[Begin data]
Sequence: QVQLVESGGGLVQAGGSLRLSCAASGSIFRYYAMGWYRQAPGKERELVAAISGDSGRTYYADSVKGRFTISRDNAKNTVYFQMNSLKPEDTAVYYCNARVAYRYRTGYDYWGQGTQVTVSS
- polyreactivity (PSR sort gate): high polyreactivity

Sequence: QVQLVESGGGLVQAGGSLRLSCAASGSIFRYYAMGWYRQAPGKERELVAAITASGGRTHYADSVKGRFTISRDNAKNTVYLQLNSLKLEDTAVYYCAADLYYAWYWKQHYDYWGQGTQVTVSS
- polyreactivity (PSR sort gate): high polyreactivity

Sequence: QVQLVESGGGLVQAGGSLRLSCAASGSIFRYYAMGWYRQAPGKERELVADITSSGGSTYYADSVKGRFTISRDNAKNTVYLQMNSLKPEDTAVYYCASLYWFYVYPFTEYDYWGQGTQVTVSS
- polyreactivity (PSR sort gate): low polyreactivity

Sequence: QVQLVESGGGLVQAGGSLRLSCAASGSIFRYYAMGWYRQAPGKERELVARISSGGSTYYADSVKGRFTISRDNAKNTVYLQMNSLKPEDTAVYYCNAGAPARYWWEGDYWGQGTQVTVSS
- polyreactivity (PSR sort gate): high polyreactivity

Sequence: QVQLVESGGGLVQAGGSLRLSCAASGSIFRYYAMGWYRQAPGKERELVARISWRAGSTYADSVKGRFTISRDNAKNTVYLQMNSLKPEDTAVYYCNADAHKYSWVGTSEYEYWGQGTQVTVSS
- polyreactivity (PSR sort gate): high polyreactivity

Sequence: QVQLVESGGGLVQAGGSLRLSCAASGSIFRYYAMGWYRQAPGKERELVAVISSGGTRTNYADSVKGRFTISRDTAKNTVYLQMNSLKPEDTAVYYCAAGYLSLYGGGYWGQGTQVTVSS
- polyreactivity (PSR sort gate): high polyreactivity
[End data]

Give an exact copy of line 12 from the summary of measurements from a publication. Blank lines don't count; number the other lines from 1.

- polyreactivity (PSR sort gate): high polyreactivity